In Norkus, the crucial language of the contract required the subcontractor to indemnify the contractor and the property owner "against all claims for damages to property or injuries to persons ... growing out of the execution of the work." 218 F. Supp. at 399. The court held that this language did not require the subcontractor to indemnify the property owner against a claim for personal injuries suffered by an employee of the subcontractor, alleged to be a proximate result of the owner's negligence. The court reasoned that:

"The language in the instant contract is well adapted to defining the area of application, but not to defining the cause, in terms of physical or legal responsibility; the fact that a claim may grow out of the execution of the work whether caused by the negligence of the indemnitee, the indemnitor or a third person, is *261 the very reason why indemnity for the indemnitee's own negligence must be specifically, not generally, prescribed. See Batson-Cook Co. v. Industrial Steel Erectors, 257 F.2d 410, 413, 414 (5th Cir.1958)." Norkus, supra, 218 F. Supp. at 399-400.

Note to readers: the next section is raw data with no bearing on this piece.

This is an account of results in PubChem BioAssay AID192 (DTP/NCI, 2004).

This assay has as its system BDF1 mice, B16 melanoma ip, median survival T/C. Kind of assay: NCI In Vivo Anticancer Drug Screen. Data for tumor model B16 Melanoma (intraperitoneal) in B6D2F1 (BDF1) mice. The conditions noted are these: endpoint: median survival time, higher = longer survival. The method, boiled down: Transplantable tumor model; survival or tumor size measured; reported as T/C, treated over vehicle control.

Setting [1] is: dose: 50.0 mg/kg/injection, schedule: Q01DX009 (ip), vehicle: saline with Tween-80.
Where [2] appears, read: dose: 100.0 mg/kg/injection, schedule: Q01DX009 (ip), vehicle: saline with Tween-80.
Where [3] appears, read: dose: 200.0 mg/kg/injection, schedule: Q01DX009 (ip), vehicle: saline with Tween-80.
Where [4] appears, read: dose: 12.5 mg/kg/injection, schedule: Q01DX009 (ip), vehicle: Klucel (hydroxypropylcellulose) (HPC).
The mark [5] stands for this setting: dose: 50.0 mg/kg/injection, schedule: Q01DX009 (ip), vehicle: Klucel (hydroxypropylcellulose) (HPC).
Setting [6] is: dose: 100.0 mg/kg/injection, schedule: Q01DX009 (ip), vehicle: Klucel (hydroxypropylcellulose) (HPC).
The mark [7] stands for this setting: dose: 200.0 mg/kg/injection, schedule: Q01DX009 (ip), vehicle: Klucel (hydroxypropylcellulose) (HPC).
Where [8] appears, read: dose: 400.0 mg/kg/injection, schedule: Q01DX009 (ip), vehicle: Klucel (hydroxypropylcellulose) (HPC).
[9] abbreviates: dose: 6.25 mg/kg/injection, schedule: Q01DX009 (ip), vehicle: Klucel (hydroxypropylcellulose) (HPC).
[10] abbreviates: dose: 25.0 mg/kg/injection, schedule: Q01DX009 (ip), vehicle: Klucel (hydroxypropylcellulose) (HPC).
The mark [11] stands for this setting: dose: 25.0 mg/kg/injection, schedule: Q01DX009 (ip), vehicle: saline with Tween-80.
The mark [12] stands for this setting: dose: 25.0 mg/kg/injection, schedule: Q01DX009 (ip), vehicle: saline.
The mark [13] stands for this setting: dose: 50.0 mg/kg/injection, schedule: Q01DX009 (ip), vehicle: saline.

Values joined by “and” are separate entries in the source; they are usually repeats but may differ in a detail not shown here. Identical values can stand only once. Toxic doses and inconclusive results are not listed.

We find it difficult to envision an indemnity provision which defines "the cause [of the injury] in terms of physical or legal responsibility ... specifically, not generally ...", and in terms which are "clear and unequivocal", which does not contain an express stipulation as to indemnity against the indemnitee's own negligence. The improbability of finding such a provision might alone compel the conclusion that an express stipulation is required. But we need not rest upon our own logic. Analysis of the principal case upon which the court in Norkus relied, Batson-Cook Co. v. Industrial Steel Erectors, (5th Cir.1958), 257 F.2d 410, and the decisions, in other jurisdictions, to which Batson-Cook has led, reveal that explicit reference to the indemnitee's negligence is a pre-requisite to his indemnification therefor.